Winter walk to Rabanal

(From our winter camino, late February to early March 2020)

We woke up to splendid sunshine, though there was a definite chill in the air. Packing took longer than it should, as it always does the first couple of days, but we finally managed to get ourselves organised and dressed in layers. Then we bimbled through town, marvelling at the fact that we were there again and reminiscing about our honeymoon five years earlier, which was the Scouse Spouse’s first camino walk.

Rather than have breakfast at the hotel or in town, we left Astorga city centre and crossed the busy road to stop at Cafeteria Silva, the last watering hole before the long straight tarmac pavement stretch. They were really just selling Spanish breakfast stuff that early – toast, butter and jam, chocolate croissants or cakes, all sweet – but when I asked about the toasties on the menu, she said no problem and made us each a massive toasted sandwich with butter, ham, cheese, tomato and chorizo. Phew! We both took half with us, it was just too much that early in the day. Good to have something to eat along the way in case the few bars along the way were all closed.

Just before the memorial park and the chapel I scrambled to try to find some flowers to put on Denise’s memorial. The few I found were very small … it made for a pathetic posy, but at least I tried. It makes me cry still, every time, and I kept her in my thoughts as I carried on.

Arriving in Murias de Rechivaldo, I yet again lamented the loss of the lovely Pilar’s lovely café bar with the best empanada known to man or beast, and since the bar was closed anyway, we walked over to the road and crossed it, which was a new experience! There was indeed a restaurant there, and it was open, so we got some coffees and Aquarius and sat down outside to rest and peel off some layers. It was getting hotter, a lovely day for walking. I think I’ll stop at that restaurant just off the trail from now on, rather than go to Pilar’s place now that it’s not Pilar’s place anymore.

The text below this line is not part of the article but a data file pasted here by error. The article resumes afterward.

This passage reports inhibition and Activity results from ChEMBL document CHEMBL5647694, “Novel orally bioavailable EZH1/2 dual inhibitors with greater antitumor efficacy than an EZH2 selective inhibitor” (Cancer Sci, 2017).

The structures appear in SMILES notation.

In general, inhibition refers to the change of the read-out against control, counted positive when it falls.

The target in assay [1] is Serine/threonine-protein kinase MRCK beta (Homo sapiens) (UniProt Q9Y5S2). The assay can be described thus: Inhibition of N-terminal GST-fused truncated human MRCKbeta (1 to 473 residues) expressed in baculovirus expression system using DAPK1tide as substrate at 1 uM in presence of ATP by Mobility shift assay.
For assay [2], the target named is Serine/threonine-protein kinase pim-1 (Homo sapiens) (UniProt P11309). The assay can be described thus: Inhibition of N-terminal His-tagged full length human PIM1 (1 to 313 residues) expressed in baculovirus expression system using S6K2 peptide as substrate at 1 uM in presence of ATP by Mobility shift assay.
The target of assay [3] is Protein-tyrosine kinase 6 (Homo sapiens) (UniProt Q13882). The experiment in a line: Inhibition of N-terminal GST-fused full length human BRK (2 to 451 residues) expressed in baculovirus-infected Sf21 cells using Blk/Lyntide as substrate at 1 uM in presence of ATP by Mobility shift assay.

That cathedral was visible for so long after we had left!

As we carried on, it kept getting hotter. The Scouse Spouse was down to a T-shirt, and I had to hang my scarf off my head to protect my face and neck from the sun. It felt like full on summer! Black thick trousers were not a good idea, but we were close enough to Santa Catalina now to just trudge on. We stopped there for a short while – best take any and all opportunities to rest and rehydrate (and go to the loo) now that there was no guarantee the next place would be open.

As we got nearer to El Ganso, we started crossing our fingers and sending wishful thoughts to Our Jimmy that the Cowboy Bar would be open … and as we approached it, the door magically opened and a man came out! We started chatting excitedly at the prospect of a stamp and a drink, in that order, but the man heard us, stopped and shook his head. Apparently they were just sprucing it up and getting ready for the season. No service today, lo siento. We carried on, deeply disappointed.

That last kilometer or so after coming out of the woods and onto the road were looong. It was very hot, we were tired and thirsty and unused to the weather and the walking. Luckily I had booked a room in the Candela – our third visit – because there were no rooms to be had in Rabanal itself. This early in the year you really have to plan where to stay and eat and check that it is open!

We got the same room with the massive shower, and had a lovely little rest and refreshment there while we got our clothes washed. No more black trousers, they would have to do as evening wear from now on. The forecast was for more sunshine for at least the next couple of days. No complaints from us, we just had to adjust our walking outfits accordingly. There were three other pilgrims staying in the Candela, but we hadn’t seen them on the trail and we didn’t see them again.

In the evening we walked up to Rabanal to have a look around and see what was open. Our favourite restaurant, the Refugio, was not – the owner came out to walk the dog just as we passed – and there were posters saying they were doing refurb work and wouldn’t open until March.

So we ended up in the Posada de Gaspar for a meal, with a small handful of French and Italian pilgrims and a dog that went begging from table to table. The sky was ink black with lots of twinkling stars as we walked back down to the Candela again with sore feet and full bellies.


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